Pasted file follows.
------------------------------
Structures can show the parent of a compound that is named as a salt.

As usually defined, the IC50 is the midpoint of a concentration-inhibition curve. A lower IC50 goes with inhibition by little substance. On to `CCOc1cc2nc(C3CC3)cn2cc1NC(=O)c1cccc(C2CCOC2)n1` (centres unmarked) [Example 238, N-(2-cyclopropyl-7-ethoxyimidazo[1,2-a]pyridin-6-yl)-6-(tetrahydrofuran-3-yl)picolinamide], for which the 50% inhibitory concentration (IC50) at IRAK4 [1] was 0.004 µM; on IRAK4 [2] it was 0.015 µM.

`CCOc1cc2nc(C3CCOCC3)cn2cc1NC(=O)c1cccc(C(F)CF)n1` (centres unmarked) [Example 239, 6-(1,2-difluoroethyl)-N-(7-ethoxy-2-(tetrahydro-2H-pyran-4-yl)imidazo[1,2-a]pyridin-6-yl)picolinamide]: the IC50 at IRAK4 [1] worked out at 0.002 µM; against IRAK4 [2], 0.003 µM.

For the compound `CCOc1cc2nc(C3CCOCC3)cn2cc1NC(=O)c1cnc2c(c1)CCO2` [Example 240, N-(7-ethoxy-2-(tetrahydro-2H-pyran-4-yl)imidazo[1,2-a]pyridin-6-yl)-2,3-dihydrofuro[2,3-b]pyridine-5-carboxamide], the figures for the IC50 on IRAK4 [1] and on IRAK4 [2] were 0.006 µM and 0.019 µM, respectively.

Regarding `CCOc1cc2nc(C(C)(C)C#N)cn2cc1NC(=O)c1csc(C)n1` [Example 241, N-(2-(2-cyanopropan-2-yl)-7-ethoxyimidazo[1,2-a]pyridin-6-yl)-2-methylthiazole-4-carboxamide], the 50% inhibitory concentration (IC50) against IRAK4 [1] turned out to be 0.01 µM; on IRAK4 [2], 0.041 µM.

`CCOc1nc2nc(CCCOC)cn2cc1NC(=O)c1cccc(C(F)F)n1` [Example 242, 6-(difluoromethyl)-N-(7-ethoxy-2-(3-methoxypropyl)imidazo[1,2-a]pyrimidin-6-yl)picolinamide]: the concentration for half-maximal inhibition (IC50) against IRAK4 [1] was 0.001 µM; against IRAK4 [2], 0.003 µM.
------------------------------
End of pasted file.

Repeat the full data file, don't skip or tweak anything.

Structures can show the parent of a compound that is named as a salt.

As usually defined, the IC50 is the midpoint of a concentration-inhibition curve. A lower IC50 goes with inhibition by little substance. On to `CCOc1cc2nc(C3CC3)cn2cc1NC(=O)c1cccc(C2CCOC2)n1` (centres unmarked) [Example 238, N-(2-cyclopropyl-7-ethoxyimidazo[1,2-a]pyridin-6-yl)-6-(tetrahydrofuran-3-yl)picolinamide], for which the 50% inhibitory concentration (IC50) at IRAK4 [1] was 0.004 µM; on IRAK4 [2] it was 0.015 µM.

`CCOc1cc2nc(C3CCOCC3)cn2cc1NC(=O)c1cccc(C(F)CF)n1` (centres unmarked) [Example 239, 6-(1,2-difluoroethyl)-N-(7-ethoxy-2-(tetrahydro-2H-pyran-4-yl)imidazo[1,2-a]pyridin-6-yl)picolinamide]: the IC50 at IRAK4 [1] worked out at 0.002 µM; against IRAK4 [2], 0.003 µM.

For the compound `CCOc1cc2nc(C3CCOCC3)cn2cc1NC(=O)c1cnc2c(c1)CCO2` [Example 240, N-(7-ethoxy-2-(tetrahydro-2H-pyran-4-yl)imidazo[1,2-a]pyridin-6-yl)-2,3-dihydrofuro[2,3-b]pyridine-5-carboxamide], the figures for the IC50 on IRAK4 [1] and on IRAK4 [2] were 0.006 µM and 0.019 µM, respectively.

Regarding `CCOc1cc2nc(C(C)(C)C#N)cn2cc1NC(=O)c1csc(C)n1` [Example 241, N-(2-(2-cyanopropan-2-yl)-7-ethoxyimidazo[1,2-a]pyridin-6-yl)-2-methylthiazole-4-carboxamide], the 50% inhibitory concentration (IC50) against IRAK4 [1] turned out to be 0.01 µM; on IRAK4 [2], 0.041 µM.

`CCOc1nc2nc(CCCOC)cn2cc1NC(=O)c1cccc(C(F)F)n1` [Example 242, 6-(difluoromethyl)-N-(7-ethoxy-2-(3-methoxypropyl)imidazo[1,2-a]pyrimidin-6-yl)picolinamide]: the concentration for half-maximal inhibition (IC50) against IRAK4 [1] was 0.001 µM; against IRAK4 [2], 0.003 µM.